OTC drugs and OTC products that are not included on the Medicaid list of approved drugs may still be covered if the beneficiary is under age 21 and has a “Children’s Medical Necessity” Prior Authorization that’s part of an expanded EPSDT coverage. There are a number of over-the-counter medications that are covered by Medicaid but below are some examples of them:
● Permethrin Lotion
● Zinc Oxide Treatment
As a general rule, only generic versions of over-the-counter drugs will be covered by Medicaid, but in certain cases, name-brand medications may be cheaper. When name-brand medications are cheaper, the “Dispense Brand Name Drugs When Less Expensive Initiative” applies.
Medicaid will not cover over-the-counter drugs to prevent pain or treat discomfort or OTC or prescription drugs that are used to treat colds or coughs. And though over-the-counter vitamins are not covered, Medicaid will cover prescribed prenatal vitamins.
Does Medicaid pay for antidepressants medication?
Antidepressant drugs are sometimes covered by Medicaid but there are prescribing restrictions in place in New York that can have an impact on coverage.
The U.S. Medicaid program does pay for certain categories of antidepressants, but their coverage depends on what they’re prescribed to treat. A variety of drugs in the stimulants category can be used to treat depression and some of the drugs listed as antipsychotics or anticonvulsants can also be prescribed to treat Major Depressive Disorder. The antidepressant drug categories that are covered by Medicaid include:
● Tricyclic antidepressants
● Serotonin reuptake inhibitors
States vary in terms of how they attempt to contain the cost of antidepressants through policy. Lists of preferred drugs, copay systems, prior authorizations policies, doctor and patient education, and drug utilization reviews are all in place to impose limits on antidepressant prescriptions.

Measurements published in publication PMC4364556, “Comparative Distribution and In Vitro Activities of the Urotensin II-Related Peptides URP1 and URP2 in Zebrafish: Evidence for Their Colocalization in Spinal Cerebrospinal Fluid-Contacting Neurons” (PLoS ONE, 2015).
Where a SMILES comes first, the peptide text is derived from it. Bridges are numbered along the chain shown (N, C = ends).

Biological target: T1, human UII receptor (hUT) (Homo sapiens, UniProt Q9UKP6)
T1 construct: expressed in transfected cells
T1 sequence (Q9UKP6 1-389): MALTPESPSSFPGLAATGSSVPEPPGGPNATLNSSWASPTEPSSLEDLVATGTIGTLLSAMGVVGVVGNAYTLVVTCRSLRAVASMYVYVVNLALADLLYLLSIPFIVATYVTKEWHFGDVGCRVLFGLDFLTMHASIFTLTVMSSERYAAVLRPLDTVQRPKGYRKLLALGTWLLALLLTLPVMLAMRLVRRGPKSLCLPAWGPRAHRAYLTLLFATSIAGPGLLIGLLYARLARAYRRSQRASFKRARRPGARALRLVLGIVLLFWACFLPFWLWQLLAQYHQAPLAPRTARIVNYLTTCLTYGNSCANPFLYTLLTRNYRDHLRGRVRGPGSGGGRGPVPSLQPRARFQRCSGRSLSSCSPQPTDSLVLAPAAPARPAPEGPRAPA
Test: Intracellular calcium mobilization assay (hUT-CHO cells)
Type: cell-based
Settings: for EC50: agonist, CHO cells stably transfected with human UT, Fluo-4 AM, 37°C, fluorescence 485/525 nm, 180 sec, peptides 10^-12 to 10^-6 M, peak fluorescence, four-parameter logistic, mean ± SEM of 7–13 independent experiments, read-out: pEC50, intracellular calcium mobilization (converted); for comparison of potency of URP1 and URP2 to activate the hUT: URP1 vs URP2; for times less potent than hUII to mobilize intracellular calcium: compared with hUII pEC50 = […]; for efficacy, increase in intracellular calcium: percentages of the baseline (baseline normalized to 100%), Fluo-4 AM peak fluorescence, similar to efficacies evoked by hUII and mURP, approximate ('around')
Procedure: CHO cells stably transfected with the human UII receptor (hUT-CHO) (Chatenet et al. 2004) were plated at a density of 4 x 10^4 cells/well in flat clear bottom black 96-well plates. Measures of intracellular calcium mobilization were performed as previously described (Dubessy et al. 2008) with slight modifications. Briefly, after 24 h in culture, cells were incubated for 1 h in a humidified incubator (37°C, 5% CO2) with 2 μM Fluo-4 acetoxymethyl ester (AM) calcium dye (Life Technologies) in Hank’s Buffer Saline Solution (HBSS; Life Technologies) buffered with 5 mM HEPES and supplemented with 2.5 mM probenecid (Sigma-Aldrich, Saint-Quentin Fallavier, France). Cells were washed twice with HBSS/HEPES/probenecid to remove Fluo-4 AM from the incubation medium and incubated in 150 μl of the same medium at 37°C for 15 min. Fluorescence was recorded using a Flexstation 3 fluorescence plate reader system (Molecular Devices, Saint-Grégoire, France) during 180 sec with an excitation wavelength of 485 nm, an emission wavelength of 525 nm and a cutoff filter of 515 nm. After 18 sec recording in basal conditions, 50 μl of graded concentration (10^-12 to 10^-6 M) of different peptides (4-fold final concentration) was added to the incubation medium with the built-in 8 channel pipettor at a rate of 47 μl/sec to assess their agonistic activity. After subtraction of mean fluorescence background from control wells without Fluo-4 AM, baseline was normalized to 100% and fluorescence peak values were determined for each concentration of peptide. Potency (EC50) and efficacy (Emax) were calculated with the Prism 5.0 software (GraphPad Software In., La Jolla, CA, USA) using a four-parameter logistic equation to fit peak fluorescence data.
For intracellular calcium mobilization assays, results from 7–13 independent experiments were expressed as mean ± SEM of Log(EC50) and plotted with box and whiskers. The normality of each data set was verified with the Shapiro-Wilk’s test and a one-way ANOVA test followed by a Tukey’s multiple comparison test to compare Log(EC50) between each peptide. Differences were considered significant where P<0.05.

● Pregabalin (Lyrica)
Does Medicaid cover anxiety medication?
Adult beneficiaries who are eligible to receive coverage for anxiety medications are identified via the federal Substance Abuse and Mental Health Service Administration (SAMHSA). Medical professionals may provide services through primary, acute, or long-term care using Mental Health primary diagnosis codes or through a record of mental health service provision for elderly patients. Medicaid reimbursements for anxiolytics like benzodiazepines have been decreased through the Triplicate-Prescription Rule. This rule was implemented in New York in 1989 and it requires that the prescribing doctor keep a copy of the patient’s prescription for Schedule IV substances for five years. Two copies of the prescription are sent with the patient to the pharmacist.
Examples of anti-anxiety drugs that are covered by Medicaid include:
Medicare enrollees with Part A and Part B benefits no longer receive pharmacy benefits through the New York state Medicaid agency unless the drugs are not covered under Medicare Part D. In New York, drug coverage is available for Medicaid beneficiaries who are also Medicare beneficiaries.
Does Medicaid pay for ADHD medication?
If your child has been prescribed ADHD medication, it may be covered by Medicaid however there are policies in place to diminish the use of ADHD drugs among patients who have been diagnosed with the disorder. The National Center on Birth Defects and Developmental Disabilities has developed Medicaid prior authorization intervention policies to help limit the use of ADHD medication.
ADHD medications that may be covered by Medicaid include:
Because of the prior authorization policies in place for ADHD meds, doctors may recommend that patients try behavioral therapy first.
Does Medicaid cover ED medication?
Viagra is sometimes prescribed as a medical necessity for Erectile Dysfunction (ED) and when this is the case, state law requires that it be covered by Medicaid. However, the current state and federal laws prohibit Medicaid from paying for medications or supplies that treat ED in patients who are registered sex offenders. Managed Care Organizations are expected to police drugs that can be obtained by Medicaid recipients to determine whether or not they are a medical necessity.
Erectile Dysfunction medications that are covered by Medicaid when prescribed as a medical necessity include:
● Sildenafil (Viagra)